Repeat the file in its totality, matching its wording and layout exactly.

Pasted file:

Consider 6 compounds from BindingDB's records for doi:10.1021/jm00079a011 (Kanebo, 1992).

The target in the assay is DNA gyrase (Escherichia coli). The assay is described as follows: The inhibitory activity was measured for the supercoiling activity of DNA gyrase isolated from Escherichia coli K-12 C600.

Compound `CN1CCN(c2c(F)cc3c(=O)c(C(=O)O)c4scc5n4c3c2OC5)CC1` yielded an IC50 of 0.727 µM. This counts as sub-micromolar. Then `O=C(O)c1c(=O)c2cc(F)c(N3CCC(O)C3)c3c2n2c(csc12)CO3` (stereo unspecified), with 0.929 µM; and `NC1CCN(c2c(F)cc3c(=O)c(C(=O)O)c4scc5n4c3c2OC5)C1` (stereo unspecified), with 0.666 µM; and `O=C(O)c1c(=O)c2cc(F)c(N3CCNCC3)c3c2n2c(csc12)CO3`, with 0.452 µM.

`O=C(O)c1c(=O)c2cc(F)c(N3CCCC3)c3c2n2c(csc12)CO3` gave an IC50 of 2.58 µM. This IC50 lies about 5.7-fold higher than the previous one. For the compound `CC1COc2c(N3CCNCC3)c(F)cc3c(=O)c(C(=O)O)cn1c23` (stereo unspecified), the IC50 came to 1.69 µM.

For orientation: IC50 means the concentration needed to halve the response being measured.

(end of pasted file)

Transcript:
Consider 6 compounds from BindingDB's records for doi:10.1021/jm00079a011 (Kanebo, 1992).

The target in the assay is DNA gyrase (Escherichia coli). The assay is described as follows: The inhibitory activity was measured for the supercoiling activity of DNA gyrase isolated from Escherichia coli K-12 C600.

Compound `CN1CCN(c2c(F)cc3c(=O)c(C(=O)O)c4scc5n4c3c2OC5)CC1` yielded an IC50 of 0.727 µM. This counts as sub-micromolar. Then `O=C(O)c1c(=O)c2cc(F)c(N3CCC(O)C3)c3c2n2c(csc12)CO3` (stereo unspecified), with 0.929 µM; and `NC1CCN(c2c(F)cc3c(=O)c(C(=O)O)c4scc5n4c3c2OC5)C1` (stereo unspecified), with 0.666 µM; and `O=C(O)c1c(=O)c2cc(F)c(N3CCNCC3)c3c2n2c(csc12)CO3`, with 0.452 µM.

`O=C(O)c1c(=O)c2cc(F)c(N3CCCC3)c3c2n2c(csc12)CO3` gave an IC50 of 2.58 µM. This IC50 lies about 5.7-fold higher than the previous one. For the compound `CC1COc2c(N3CCNCC3)c(F)cc3c(=O)c(C(=O)O)cn1c23` (stereo unspecified), the IC50 came to 1.69 µM.

For orientation: IC50 means the concentration needed to halve the response being measured.